Clergy Confessional (19) When Church Cares About Law More than Love

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I write this with a heavy heart, because the church I grew up in and served as a pastor in for 15 years has gone in a direction that I believe goes against the Spirit of the message of Jesus. I am speaking about the recent Judicial ruling against Bishop Karen Oliveto.

I started attending the local United Methodist Church when I was about 5 years old. I would walk next door with my siblings (ages 6, 4, 3, and 2) and go a couple of hundred feet down the street (with our neighbors) to Viola United Methodist Church. It was a tiny church filled with loving (and some not so loving – it was church, after all) people who embraced us completely. We stayed there all morning until it was safe to go home, and as we grew up, we would head back in the evening for Youth Group. It wasn’t a perfect place, but it was church.

I felt called to ministry at around 16, even though nobody thought I was college material, and went to college with no family support – thank God for loans and grants! I attended Drew Theological School, met the beautiful Christina Celli, and was – after first being refused – ordained in the United Methodist Church. I served the UMC as a pastor, campus minister, and college chaplain for 15 years until I couldn’t take the system anymore. At the age of 38 I moved my membership to the United Church of Christ, who gracefully welcomed me into ministry.

As far as I can tell – and I have studied John Wesley with some intensity – the founder of the Methodist movement never wrote about homosexuality. He was, in many ways, a very strict and pious man who lived his life based on scripture first. He was also a very libertarian Christian when it came to women and slavery. One cannot point to John Wesley to support or oppose of this ruling. I also think (my copies of the B of D are packed away) that the ban on homosexuals being ordained did not appear until 1984, the year, by the way, that UMC clergy were no longer banned from the use of alcohol. If anyone reading this knows better, please correct me.

As a student at Drew, I knew Karen Oliveto peripherally (she was 2 years ahead of me) and I was still trying to figure out what I felt about this whole issue at the time. I also did not know her sexual orientation, or the sexual orientation of anyone but myself, and I didn’t think it was important information for me or anyone else to know. I still feel this way, and I cannot, for the life of me, understand why so many people are interested in these personal and private matters.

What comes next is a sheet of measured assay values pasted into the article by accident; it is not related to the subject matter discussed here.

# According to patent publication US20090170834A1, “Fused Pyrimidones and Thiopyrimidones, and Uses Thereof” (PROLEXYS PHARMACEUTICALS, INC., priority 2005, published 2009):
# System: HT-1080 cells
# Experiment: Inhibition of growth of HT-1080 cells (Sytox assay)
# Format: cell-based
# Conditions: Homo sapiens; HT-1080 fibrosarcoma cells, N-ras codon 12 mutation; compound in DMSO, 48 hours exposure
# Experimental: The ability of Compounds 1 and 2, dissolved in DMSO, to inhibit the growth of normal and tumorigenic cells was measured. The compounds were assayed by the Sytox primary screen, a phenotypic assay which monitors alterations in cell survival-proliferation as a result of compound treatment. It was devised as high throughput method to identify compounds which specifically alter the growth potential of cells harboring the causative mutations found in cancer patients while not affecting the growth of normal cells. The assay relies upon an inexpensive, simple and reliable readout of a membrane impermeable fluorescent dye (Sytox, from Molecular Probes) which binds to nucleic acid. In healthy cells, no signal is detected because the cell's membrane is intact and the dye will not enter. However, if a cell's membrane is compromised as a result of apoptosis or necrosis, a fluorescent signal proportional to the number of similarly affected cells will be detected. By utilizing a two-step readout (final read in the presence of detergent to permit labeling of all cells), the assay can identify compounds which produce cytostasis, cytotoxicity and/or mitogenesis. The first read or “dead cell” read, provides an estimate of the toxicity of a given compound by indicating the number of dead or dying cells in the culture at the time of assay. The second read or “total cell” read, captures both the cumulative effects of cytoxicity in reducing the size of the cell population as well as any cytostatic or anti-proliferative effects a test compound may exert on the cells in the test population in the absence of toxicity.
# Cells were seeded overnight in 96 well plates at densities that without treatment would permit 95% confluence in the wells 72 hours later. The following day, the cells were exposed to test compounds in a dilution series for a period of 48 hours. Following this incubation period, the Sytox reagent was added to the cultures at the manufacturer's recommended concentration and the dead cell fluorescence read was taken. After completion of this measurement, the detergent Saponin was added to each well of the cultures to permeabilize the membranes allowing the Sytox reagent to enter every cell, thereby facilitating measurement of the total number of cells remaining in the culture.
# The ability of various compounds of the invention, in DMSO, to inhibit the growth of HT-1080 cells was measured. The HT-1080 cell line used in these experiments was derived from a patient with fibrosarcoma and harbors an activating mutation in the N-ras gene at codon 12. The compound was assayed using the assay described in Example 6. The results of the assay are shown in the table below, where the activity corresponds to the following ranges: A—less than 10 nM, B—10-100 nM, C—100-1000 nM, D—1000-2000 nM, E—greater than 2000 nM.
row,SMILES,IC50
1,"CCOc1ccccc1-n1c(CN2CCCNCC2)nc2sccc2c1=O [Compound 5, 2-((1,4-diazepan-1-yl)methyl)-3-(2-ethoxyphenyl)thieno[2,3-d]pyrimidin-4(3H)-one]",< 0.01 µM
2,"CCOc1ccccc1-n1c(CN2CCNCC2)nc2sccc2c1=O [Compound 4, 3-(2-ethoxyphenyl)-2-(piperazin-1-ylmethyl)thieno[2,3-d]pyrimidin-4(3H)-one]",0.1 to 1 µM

What I do know is this – God has made each of us in God’s spiritual image, and no person can follow every rule in the Old Testament. Jesus changed some of those rules, and told his followers to judge each commandment based on a simple premise – does it allow us to love God, neighbor, and self? If so, keep it. If not, toss it. This is why what we eat or wear has no bearing on our salvation. I can touch a person with a skin disease and not be shut away for a week. I can pierce my ear or tattoo myself without fear of eternal retribution. I can love who I love with integrity and full commitment, forsaking all others, and I believe that God would approve.

The United Methodist Church is a wonderful denomination with deep theological roots and a sincere social justice commitment. It is also deeply divided, and that can be seen in the following quotes. From the Drew Theological School: “We believe that this denomination, if we will return to our Wesleyan roots, can and will be a place where all people encounter the love and transformative grace of God.” From the Wesleyan Covenant Association: “We further call upon those who feel they cannot, in good conscience, abide by the doctrines and discipline of our church, to seek an honorable exit from our denomination.” You can see the problem.

I chose the United Church of Christ because it is a denomination that has been among the first to stand up for social change in the name of Jesus. Whether the issue was slavery, women’s rights, or lgbt rights (among others), the UCC has been bold and prophetic and, often, unpopular. We have lost churches, and my congregation has lost members, because we have refused to give in to the bullies who promote hate rather than love. If you are looking for that kind of church, come on down. The door is truly open.

Peace – Pastor Steve

Author: Pastor Steve Ohnsman